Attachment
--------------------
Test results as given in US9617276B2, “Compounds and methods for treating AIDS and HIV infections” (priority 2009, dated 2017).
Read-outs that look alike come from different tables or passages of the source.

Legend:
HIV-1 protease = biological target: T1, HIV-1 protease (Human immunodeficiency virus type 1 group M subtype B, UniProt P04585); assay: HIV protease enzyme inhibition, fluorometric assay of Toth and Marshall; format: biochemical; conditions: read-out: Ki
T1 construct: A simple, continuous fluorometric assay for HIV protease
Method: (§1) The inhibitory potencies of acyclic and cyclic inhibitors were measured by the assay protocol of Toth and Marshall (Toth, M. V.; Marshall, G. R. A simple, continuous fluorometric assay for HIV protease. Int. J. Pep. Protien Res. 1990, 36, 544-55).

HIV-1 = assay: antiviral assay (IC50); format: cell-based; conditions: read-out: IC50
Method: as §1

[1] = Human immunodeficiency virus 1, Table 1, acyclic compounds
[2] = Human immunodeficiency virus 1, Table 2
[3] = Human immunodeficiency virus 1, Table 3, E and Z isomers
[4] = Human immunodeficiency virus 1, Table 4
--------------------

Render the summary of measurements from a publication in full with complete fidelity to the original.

Test results as given in US9617276B2, “Compounds and methods for treating AIDS and HIV infections” (priority 2009, dated 2017).
Read-outs that look alike come from different tables or passages of the source.

Legend:
HIV-1 protease = biological target: T1, HIV-1 protease (Human immunodeficiency virus type 1 group M subtype B, UniProt P04585); assay: HIV protease enzyme inhibition, fluorometric assay of Toth and Marshall; format: biochemical; conditions: read-out: Ki
T1 construct: A simple, continuous fluorometric assay for HIV protease
Method: (§1) The inhibitory potencies of acyclic and cyclic inhibitors were measured by the assay protocol of Toth and Marshall (Toth, M. V.; Marshall, G. R. A simple, continuous fluorometric assay for HIV protease. Int. J. Pep. Protien Res. 1990, 36, 544-55).

HIV-1 = assay: antiviral assay (IC50); format: cell-based; conditions: read-out: IC50
Method: as §1

[1] = Human immunodeficiency virus 1, Table 1, acyclic compounds
[2] = Human immunodeficiency virus 1, Table 2
[3] = Human immunodeficiency virus 1, Table 3, E and Z isomers
[4] = Human immunodeficiency virus 1, Table 4